Lynn Yu gave birth to her daughter Elysia in St. Louis while her husband, Xuguang Pang, MD, trained as a physician at Barnes-Jewish Hospital. Now back in her native China, she’s found a special way to teach her daughter the importance of giving back while helping other patients going through challenging times.
Lynn, a banker based in Shanghai, lived in St. Louis in 2013 while her husband, Xuguang Pang, MD, studied thoracic surgery at Barnes-Jewish. During this time, she gave birth to a beautiful daughter she named Elysia. Lynn’s pregnancy had some complications; Elysia was a small baby and Lynn had frequent appointments during her pregnancy to make sure both mother and child were safe and healthy. The hospital’s social work department helped her navigate the world as a first-time expectant mother far away from home.
When Lynn returned to China after Elysia’s birth, she and her husband were looking for a way to give back.
“We are quite happy to try every way we can to do something for the hospital and the people in St.Louis to pay back how we’ve been supported in the past,” Lynn says. “There is an old Chinese saying, ‘A drop of water shall be returned with a burst of spring.’ It means even if it was just a little help from others, you should return the favor with all you can when others are in need. That’s what I have always been taught.”
According to Chinese tradition, during the Chinese Luna New Year, people from the elder generation give special red envelopes to children and young adults. These envelopes often contain “lucky” money that represents best wishes for the new year; their red color symbolizes vitality, enjoyment and good luck.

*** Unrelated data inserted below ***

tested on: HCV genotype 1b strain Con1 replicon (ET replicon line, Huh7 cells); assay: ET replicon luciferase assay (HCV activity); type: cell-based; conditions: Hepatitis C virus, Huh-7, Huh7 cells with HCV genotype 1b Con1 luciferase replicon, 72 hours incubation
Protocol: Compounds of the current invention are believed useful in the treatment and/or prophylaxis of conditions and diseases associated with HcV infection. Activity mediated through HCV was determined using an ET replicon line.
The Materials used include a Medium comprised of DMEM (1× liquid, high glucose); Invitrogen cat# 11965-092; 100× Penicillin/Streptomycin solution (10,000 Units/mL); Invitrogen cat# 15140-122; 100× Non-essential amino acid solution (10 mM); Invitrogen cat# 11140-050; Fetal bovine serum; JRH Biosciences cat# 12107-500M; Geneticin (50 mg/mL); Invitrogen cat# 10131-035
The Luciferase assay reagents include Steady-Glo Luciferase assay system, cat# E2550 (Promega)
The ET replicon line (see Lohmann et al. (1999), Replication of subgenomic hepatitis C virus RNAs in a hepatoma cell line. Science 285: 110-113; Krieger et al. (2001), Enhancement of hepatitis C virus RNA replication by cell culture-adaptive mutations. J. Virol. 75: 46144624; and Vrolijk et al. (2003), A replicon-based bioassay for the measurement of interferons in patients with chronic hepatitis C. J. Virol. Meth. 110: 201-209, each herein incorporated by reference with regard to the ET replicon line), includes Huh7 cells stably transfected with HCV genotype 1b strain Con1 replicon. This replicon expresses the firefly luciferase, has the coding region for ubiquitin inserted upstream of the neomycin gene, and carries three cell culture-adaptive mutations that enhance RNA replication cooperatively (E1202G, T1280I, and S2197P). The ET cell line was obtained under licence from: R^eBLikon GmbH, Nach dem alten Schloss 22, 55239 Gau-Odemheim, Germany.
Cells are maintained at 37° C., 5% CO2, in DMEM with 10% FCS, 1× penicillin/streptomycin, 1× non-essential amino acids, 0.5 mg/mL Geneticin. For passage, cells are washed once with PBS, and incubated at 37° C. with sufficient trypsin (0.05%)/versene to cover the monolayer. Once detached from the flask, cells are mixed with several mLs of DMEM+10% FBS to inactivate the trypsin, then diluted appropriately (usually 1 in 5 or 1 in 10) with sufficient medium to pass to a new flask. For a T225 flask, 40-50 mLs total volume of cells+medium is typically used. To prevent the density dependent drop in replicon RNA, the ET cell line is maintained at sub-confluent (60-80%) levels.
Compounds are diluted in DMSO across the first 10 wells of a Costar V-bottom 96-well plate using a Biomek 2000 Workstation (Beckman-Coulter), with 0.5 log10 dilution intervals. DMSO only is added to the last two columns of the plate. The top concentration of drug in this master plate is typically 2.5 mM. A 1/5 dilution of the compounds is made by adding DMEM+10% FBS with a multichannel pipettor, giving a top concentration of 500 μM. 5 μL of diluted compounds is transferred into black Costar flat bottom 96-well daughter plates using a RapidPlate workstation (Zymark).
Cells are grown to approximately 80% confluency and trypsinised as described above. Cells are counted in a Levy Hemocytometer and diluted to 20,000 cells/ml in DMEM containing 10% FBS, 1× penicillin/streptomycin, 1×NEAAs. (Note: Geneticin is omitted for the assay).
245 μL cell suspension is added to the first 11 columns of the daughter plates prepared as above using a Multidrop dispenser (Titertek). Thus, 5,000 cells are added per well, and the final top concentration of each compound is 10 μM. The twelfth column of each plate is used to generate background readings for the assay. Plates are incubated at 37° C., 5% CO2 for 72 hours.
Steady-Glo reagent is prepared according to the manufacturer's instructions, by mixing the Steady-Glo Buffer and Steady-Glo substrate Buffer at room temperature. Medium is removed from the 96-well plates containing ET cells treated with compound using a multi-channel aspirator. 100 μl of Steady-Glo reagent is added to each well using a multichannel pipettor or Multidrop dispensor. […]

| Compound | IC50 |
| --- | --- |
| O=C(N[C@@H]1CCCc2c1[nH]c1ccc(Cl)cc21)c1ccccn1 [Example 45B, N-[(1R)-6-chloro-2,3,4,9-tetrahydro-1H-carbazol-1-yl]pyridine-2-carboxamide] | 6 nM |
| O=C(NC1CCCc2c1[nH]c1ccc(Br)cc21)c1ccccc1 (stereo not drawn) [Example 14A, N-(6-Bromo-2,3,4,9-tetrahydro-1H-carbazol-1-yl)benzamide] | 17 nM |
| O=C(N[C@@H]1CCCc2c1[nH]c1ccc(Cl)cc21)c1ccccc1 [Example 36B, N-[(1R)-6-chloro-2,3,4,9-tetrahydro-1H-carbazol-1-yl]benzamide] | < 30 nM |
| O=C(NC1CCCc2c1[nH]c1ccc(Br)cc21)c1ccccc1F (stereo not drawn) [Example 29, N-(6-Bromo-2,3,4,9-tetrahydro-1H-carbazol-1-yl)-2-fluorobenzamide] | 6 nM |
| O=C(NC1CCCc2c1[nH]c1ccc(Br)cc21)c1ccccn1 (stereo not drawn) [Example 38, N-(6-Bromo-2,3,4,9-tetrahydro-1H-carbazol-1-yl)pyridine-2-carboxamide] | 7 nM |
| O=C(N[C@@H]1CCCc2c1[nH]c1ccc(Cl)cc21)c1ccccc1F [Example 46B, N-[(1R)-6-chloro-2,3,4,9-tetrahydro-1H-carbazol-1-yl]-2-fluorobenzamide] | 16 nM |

Elysia, now 4, receives these red envelopes each year from her grandparents and other relatives.
“We discussed the importance of giving back with Elysia and decided to donate the red envelopes to the hospital where she was born to help people going through difficulty,” Lynn says. “We send this gift to the Foundation each year during Elysia’s birthday month of October. The acknowledgement letter she receives from the Foundation is the best and most meaningful birthday gift for her.” Lynn continues: “We try to influence Elysia with our words and deeds that charity is a way of life. We hope she grows up to be a nice and helpful person with a kind and thankful heart.”
The family’s gifts to the Foundation’s Organ Transplant Services Fund support patients as they go through their difficult transplant journey. The area is particularly meaningful to the family. Lynn’s husband’s specialty as a physician is lung and esophagus-related surgeries, including lung transplantation. In addition, Lynn’s own father passed away while on dialysis after being diagnosed with renal failure. He never had the opportunity to receive a potentially lifesaving kidney transplant.
“I hope a family’s economic situation will no longer prevent patients suffering from renal disease or other organ failure from getting good and timely treatment,” Lynn says. “We hope this will help transplant patients live longer and embrace their new lives!”
She continues: “We are so happy to be of any help even if our donation is just a drop of water in the endless sea.”